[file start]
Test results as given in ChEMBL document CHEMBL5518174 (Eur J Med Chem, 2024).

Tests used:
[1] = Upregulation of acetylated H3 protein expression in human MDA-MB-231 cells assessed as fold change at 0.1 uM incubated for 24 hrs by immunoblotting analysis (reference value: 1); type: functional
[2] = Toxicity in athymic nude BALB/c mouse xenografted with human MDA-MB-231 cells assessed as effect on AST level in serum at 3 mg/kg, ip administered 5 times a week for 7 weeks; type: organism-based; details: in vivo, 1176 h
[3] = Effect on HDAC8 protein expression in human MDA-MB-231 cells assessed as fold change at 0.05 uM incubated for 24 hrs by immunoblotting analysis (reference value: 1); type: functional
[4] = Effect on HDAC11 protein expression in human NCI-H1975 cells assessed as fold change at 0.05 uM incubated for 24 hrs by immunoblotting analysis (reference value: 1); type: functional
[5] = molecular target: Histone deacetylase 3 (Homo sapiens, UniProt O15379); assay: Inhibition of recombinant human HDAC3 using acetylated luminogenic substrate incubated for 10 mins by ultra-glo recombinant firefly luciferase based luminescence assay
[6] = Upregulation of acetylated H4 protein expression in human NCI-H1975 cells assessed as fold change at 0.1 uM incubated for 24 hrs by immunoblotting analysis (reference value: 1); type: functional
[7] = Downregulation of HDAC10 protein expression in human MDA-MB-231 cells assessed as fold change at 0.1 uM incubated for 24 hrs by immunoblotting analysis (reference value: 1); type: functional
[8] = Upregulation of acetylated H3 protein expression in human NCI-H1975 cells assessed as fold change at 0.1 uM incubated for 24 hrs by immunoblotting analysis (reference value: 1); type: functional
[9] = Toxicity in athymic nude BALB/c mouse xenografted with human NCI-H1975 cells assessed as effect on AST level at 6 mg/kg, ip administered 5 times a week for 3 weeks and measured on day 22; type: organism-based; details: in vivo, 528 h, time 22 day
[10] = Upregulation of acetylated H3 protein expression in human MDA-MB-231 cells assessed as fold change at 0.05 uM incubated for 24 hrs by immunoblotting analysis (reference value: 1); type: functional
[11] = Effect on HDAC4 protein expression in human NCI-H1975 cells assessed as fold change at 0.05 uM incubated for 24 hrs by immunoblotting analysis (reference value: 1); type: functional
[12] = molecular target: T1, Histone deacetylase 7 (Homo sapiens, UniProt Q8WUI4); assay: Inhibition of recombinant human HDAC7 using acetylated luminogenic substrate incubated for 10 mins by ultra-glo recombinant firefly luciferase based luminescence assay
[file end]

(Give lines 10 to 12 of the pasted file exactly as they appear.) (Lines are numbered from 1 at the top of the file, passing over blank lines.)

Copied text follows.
[8] = Upregulation of acetylated H3 protein expression in human NCI-H1975 cells assessed as fold change at 0.1 uM incubated for 24 hrs by immunoblotting analysis (reference value: 1); type: functional
[9] = Toxicity in athymic nude BALB/c mouse xenografted with human NCI-H1975 cells assessed as effect on AST level at 6 mg/kg, ip administered 5 times a week for 3 weeks and measured on day 22; type: organism-based; details: in vivo, 528 h, time 22 day
[10] = Upregulation of acetylated H3 protein expression in human MDA-MB-231 cells assessed as fold change at 0.05 uM incubated for 24 hrs by immunoblotting analysis (reference value: 1); type: functional